Do you become paralyzed by “what if” questions? What if it happens? What if it doesn’t? That’s what I call living hypothetically. There is a better way! Here are four ways the Bible instructs us to think.
The activity of bringing fears to mind, chewing them over, and creating mental worst-case scenarios is called worry.
Behind worry is the basic assumption that God isn't involved in our situation for our good. Looking at things from that perspective, our nature is to think and respond to things apart from God in the picture.
Jesus tells us to not worry (Matthew 6:25-33). If things in this world constantly distract your mind you are worrying. Worry doesn't help us, or solve anything. Instead, focus on God and His purposes.
Five proven time-wasters. Put these suggestions into motion, and your new year could set records in wasting valuable time. But on the other hand, who wants to do that?
Christmas is a very stressful time. All the things we do leading up to, during, and following Christmas stress us. And as with most times of high stress there follows a time of backlash we refer to as the blues.
Every new start arrives as a mixed blessing. With one hand we welcome them but pull back with the other. A clean page is welcomed because there are things on the previous page we might like to forget.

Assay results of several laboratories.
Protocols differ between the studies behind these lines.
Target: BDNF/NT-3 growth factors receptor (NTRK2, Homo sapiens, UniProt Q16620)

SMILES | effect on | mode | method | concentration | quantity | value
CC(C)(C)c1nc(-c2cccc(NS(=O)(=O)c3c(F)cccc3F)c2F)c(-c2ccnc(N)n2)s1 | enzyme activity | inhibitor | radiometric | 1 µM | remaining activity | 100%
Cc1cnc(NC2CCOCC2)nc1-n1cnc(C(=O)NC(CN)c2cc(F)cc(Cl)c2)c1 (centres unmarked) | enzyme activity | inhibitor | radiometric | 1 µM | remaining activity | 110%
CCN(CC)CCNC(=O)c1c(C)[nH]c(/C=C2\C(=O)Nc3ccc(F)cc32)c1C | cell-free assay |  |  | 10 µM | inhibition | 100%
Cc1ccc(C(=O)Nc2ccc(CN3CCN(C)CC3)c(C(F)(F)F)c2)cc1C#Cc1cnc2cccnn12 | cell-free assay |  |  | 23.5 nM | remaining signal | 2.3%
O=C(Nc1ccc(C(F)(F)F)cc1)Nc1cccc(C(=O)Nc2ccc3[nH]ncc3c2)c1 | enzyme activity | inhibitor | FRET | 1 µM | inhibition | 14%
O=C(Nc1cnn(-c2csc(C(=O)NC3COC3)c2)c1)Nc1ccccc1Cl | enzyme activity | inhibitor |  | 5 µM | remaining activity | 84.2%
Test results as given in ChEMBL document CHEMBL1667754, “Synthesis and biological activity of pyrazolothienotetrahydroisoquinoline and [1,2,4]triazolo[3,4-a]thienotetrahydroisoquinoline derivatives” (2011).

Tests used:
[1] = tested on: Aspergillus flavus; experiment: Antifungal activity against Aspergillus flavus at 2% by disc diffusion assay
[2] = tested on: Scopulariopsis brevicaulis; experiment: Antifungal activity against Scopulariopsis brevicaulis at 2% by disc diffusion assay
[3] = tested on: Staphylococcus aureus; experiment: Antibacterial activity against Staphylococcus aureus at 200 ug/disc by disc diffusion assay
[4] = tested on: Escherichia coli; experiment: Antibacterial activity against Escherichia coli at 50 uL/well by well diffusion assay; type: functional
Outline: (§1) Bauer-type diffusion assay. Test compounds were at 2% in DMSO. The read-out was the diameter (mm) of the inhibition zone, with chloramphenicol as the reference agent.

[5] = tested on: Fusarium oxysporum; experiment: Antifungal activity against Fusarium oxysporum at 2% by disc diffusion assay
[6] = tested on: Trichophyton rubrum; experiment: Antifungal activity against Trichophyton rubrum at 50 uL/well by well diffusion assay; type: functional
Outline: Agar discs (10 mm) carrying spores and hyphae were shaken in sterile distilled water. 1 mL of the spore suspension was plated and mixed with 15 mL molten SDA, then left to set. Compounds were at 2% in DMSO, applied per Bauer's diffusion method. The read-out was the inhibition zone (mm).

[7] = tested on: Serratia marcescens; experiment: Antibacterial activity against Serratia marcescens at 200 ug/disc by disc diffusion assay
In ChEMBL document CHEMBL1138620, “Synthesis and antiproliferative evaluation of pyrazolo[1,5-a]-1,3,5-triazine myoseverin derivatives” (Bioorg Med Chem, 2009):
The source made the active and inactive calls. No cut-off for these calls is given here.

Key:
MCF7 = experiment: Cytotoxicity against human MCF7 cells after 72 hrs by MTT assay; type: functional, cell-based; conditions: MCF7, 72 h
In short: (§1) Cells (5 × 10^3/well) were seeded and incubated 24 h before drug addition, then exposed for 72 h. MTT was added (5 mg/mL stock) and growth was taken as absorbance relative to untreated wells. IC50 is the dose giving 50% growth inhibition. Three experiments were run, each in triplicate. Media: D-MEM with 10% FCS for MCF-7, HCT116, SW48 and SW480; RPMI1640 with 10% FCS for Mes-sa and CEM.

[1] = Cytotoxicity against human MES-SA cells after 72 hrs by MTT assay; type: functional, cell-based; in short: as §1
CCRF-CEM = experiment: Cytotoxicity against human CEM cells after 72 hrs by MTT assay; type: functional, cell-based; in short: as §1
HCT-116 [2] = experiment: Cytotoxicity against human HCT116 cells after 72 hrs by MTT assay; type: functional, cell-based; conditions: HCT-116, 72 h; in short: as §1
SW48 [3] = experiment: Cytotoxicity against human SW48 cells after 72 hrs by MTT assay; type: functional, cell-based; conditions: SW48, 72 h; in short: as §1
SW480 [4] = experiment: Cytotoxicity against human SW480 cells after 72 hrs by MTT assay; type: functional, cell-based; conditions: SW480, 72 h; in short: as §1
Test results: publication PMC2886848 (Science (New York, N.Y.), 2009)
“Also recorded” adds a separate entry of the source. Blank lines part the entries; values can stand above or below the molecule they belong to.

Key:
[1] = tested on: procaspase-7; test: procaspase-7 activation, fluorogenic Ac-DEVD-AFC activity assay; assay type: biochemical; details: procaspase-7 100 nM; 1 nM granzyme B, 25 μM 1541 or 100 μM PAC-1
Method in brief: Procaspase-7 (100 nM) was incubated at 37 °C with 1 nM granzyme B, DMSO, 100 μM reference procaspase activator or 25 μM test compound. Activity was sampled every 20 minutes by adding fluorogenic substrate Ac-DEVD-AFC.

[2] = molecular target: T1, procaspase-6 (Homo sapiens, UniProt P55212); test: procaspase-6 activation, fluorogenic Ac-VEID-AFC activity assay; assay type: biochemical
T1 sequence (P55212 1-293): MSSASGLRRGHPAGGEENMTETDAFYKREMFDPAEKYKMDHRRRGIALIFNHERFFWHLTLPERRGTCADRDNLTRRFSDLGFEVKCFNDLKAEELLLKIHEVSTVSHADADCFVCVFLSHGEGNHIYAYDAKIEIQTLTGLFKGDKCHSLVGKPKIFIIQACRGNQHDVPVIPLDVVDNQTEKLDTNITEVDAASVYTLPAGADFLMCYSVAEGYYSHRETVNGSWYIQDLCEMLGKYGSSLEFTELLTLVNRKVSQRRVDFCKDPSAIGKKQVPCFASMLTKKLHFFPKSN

When we feel fear we tend to look inward. But a self-centred focus can keep us from experiencing the peace God’s presence brings.
Visiting the sphinx and the pyramids fulfilled a dream. But my most significant Egyptian discovery was to see fear as something to be dealt with, and replaced with faith—faith in others and faith in Christ.
“Do not be afraid.” We see this phrase recur throughout the Christmas story and it’s easy to gloss over without fully comprehending it.
Contentment comes through choices we make. The Apostle Paul said he had learned how to be content (Philippians 4:11–13). Following Paul’s teaching and example can help us learn how to be content.
Although I understand how to get physical rest—by going to bed earlier, taking more time to relax, and slowing my pace—the concept of finding spiritual rest is difficult to wrap my head around.